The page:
Former US President George W. Bush accepted the ALS Ice Bucket Challenge. Leonardo DiCaprio, Mark Zuckerberg, and Kermit the Frog joined in. UK Prime Minister David Cameron and US President Barack Obama paid to avoid it.Beyond the Ice Bucket Challenge
Paper When Should the Ask be a Nudge? The Effect of Default Amounts on Charitable Donations
How does setting a donation option as the default in a charitable appeal affect people's decisions? In eight studies, comprising 11,508 participants making 2,423 donation decisions in both experimental settings and a large-scale natural field experiment, the authors investigate the effect of “choice-option” defaults on the donation rate, average donation amount, and the resulting revenue. They find (1) a “scale-back” effect, in which low defaults reduce average donation amounts; (2) a “lower-bar” effect, in which defaulting a low amount increases donation rate; and (3) a “default-distraction” effect, in which introducing any defaults reduces the effect of other cues, such as positive charity information. Contrary to the view that setting defaults will backfire, defaults increased revenue in the field study. However, the findings suggest that defaults can sometimes be a “self-canceling” intervention, with countervailing effects of default option magnitude on decisions and resulting in no net effect on revenue. The authors discuss the implications of the findings for research on fundraising specifically, for choice architecture and behavioral interventions more generally, and for the use of “nudges” in policy decisions.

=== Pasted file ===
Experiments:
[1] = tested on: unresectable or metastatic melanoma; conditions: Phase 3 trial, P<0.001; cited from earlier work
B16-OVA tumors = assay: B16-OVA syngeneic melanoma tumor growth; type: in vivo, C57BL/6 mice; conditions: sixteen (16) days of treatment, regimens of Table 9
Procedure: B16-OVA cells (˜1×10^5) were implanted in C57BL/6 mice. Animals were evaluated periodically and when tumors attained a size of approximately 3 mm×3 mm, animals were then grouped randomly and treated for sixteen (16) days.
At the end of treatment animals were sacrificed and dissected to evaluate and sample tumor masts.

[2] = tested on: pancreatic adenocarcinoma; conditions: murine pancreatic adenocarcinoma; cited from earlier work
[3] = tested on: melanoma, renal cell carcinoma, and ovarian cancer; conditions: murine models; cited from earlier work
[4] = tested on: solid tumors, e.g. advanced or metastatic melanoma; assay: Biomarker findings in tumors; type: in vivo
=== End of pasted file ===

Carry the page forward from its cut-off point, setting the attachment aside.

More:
Published in: Journal of Marketing Research
- Authored by